If the legal challenge succeeds, from an investor’s standpoint, would utilities in states with less restrictive emissions standards have a competitive advantage over those in states with stricter requirements?
We do not believe that would be the case. California has one of the nation’s most stringent carbon reduction plans, targeting 50% usage of renewable energy by 2030.2 However, we find residential affordability of electricity in California is better than in most US states. The cost of renewable power has dropped tremendously in the past several years, and combined with the extension of federal investment and production tax credits, the decision to bring on new renewable resources is strictly an economic one. Even outside of California, the decision to invest in renewables and lower carbon-emitting natural gas plants is mostly being driven by the low cost of those facilities relative to legacy coal and less-efficient gas plants.
How has the improved cost competitiveness of natural gas and renewables impacted the more traditional sources of power like coal and nuclear?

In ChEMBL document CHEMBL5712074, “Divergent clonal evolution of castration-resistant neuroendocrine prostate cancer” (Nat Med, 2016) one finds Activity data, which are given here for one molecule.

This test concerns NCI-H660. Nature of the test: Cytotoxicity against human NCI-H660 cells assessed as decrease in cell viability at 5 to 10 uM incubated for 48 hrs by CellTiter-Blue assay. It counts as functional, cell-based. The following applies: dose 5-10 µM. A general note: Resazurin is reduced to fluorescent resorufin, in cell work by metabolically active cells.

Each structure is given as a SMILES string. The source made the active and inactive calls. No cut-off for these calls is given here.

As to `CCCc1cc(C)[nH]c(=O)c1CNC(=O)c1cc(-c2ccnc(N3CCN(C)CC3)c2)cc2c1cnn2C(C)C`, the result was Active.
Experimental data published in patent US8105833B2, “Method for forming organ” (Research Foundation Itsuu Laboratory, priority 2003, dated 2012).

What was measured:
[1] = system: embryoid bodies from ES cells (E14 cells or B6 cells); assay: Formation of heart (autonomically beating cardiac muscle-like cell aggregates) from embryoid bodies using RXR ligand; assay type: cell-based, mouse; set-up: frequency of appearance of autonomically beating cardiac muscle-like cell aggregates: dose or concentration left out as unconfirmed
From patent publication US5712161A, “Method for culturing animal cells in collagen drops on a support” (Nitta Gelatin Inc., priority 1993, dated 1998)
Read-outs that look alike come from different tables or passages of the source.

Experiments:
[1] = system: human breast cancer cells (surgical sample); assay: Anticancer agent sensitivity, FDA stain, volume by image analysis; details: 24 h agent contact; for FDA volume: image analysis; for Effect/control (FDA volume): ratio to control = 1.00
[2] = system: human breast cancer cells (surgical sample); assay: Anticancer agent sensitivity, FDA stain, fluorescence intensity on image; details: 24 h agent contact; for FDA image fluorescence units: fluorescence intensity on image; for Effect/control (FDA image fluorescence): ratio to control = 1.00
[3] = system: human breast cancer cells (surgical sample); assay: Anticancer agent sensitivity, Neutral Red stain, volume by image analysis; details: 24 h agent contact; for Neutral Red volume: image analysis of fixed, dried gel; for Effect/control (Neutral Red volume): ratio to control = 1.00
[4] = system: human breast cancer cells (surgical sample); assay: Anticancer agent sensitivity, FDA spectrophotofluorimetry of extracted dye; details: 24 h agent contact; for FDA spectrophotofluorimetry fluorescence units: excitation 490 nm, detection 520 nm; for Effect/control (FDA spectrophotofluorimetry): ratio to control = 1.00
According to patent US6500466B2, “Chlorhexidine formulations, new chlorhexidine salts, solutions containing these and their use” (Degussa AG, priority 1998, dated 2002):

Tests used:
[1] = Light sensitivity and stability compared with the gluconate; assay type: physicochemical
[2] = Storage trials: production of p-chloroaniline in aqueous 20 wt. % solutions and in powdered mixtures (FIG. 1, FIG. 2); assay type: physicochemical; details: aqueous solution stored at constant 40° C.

The percentage of electricity being generated by coal has declined substantially over the past few years as states seek to comply with stricter environmental regulations. The decline in natural gas prices has also led to coal-to-gas switching, and in many cases the decision to shut down older coal-fired plants and repower with natural gas is being made easier with the price of natural gas at a 17-year low.3
Unfortunately for CO2 reduction advocates, several nuclear plants—which are essentially free of carbon emissions—are being considered for permanent shutdown because they are not economically viable in today’s low-priced natural gas world. The current fleet of nuclear plants in the United States is being operated at efficiency levels much greater than historical averages, yet several of these plants are facing potential shutdowns as their owners cannot justify keeping them operating. In a couple of states, policymakers are considering ways of compensating these owners for producing non-carbon-emitting energy in an effort to remain focused on meeting climate-change goals.